International Volleyball

New Zealand beach volleyball “on precipice” of breakthrough

Ben O

HERMOSA BEACH, California — For five minutes or so, Ben O’Dea and Brad Fuller spoke on the slow, agonizing rise of Patrikas Stankevicius and Audrius Knasas.

Lithuania’s top beach volleyball team was clearly talented, having won Futures events in Slovenia, Poland and Hungary. They’d qualified for a Challenge in Morocco and an Elite16 in Paris. But something was still missing, an element that put a ceiling on their confidence, which should, given their level of play, be unquestioned.

The Big Win.

“You see that so often with World Tour teams at that Futures or Challenge level where you get one good result, and all of a sudden you have that confidence that you can compete with these guys, and then that becomes your standard,” said O’Dea, the 32-year-old who, alongside his brother, Sam, has long been the face of the New Zealand program. “So many teams are chasing that one result and then you get that confidence, you start training with the better teams in the tournaments, you start creeping up in the qualifiers, you get a main draw or two.”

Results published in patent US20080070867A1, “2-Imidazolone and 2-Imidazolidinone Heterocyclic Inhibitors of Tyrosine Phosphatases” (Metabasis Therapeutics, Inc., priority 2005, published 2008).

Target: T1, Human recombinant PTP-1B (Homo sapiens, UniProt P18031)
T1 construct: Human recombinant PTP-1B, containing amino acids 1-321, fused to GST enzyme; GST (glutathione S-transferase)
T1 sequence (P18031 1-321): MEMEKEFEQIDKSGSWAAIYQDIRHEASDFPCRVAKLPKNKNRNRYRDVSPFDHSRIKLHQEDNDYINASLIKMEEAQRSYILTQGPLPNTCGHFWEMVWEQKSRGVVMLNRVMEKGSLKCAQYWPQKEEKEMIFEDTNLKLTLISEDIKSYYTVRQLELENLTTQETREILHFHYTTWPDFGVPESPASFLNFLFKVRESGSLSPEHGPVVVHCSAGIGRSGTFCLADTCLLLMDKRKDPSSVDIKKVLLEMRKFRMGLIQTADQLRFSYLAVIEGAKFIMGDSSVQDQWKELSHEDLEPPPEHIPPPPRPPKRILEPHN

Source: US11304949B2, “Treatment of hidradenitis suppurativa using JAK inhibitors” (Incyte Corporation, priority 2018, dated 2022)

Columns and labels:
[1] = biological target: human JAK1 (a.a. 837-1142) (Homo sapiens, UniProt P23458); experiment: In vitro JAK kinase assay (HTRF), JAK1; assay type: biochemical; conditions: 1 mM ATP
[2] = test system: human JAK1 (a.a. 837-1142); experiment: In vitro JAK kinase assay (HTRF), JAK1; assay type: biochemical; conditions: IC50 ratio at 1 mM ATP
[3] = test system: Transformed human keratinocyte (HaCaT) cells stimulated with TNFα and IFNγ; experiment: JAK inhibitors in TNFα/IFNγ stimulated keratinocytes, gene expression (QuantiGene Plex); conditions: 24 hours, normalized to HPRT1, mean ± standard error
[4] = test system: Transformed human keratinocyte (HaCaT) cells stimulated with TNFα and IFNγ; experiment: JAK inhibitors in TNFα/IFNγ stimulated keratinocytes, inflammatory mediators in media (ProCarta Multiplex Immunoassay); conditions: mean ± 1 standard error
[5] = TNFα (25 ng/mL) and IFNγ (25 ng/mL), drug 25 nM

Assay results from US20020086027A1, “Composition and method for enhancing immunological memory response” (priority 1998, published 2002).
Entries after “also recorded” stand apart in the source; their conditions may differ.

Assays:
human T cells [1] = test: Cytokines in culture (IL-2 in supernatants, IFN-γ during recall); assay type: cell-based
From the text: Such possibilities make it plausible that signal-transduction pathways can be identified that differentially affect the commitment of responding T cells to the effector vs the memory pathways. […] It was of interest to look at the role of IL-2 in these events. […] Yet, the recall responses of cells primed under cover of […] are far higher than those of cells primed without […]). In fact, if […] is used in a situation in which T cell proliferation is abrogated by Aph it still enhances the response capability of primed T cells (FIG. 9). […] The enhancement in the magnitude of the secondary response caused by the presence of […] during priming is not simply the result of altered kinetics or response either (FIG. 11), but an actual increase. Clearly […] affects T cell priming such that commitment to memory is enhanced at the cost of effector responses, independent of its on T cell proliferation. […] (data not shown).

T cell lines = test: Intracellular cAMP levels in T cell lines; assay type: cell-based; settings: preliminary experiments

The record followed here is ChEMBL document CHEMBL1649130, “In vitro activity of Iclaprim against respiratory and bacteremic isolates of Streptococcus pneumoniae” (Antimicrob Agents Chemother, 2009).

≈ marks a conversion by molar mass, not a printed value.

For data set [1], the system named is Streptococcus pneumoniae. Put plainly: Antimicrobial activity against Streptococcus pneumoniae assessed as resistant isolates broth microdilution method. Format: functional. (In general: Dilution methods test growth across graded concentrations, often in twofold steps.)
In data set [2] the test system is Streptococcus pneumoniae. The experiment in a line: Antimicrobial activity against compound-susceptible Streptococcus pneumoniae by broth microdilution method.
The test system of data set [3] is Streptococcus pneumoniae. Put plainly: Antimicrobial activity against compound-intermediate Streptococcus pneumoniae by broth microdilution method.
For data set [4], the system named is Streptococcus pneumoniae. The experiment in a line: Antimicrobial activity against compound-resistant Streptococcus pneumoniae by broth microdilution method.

There was a shared look of recognition as the same thought dawned Fuller and O’Dea: Though they were speaking about Lithuania, who in 2024 is now firmly in the mix of main draw Challenge level teams and have landed several signature wins, they could have just as easily been speaking about themselves.


“I feel like that’s been us the last couple of tournaments,” Fuller said, laughing. “We keep losing 16-14 to top 20, top 30 teams. That’s what we’ve been observing from other teams, we’re on that precipice of a breakthrough.”

It’s an agonizing place to be, that precipice. The medals are close enough to smell, yet the results aren’t yet there, the podiums remaining elusive. In four tournaments this season, they have made just one main draw, with a high finish of 19th at the Saquarema Challenge in April. But examine the finishes further, match by match, and what you’ll find is a team who can make anyone sweat. They just haven’t put it all together for a full tournament.

Taking scalps is the phrase O’Dea uses when describing big wins. Their first came in Saquarema, sweeping a strong Estonian team whose resume boasts a fifth in World Championships and an Elite16 semifinal. But, as Fuller alluded to, they narrowly missed wins over Brazil’s Pedro and Guto, dropping 18-20 in the third set, and Tri Bourne and Chaim Schalk, who edged…

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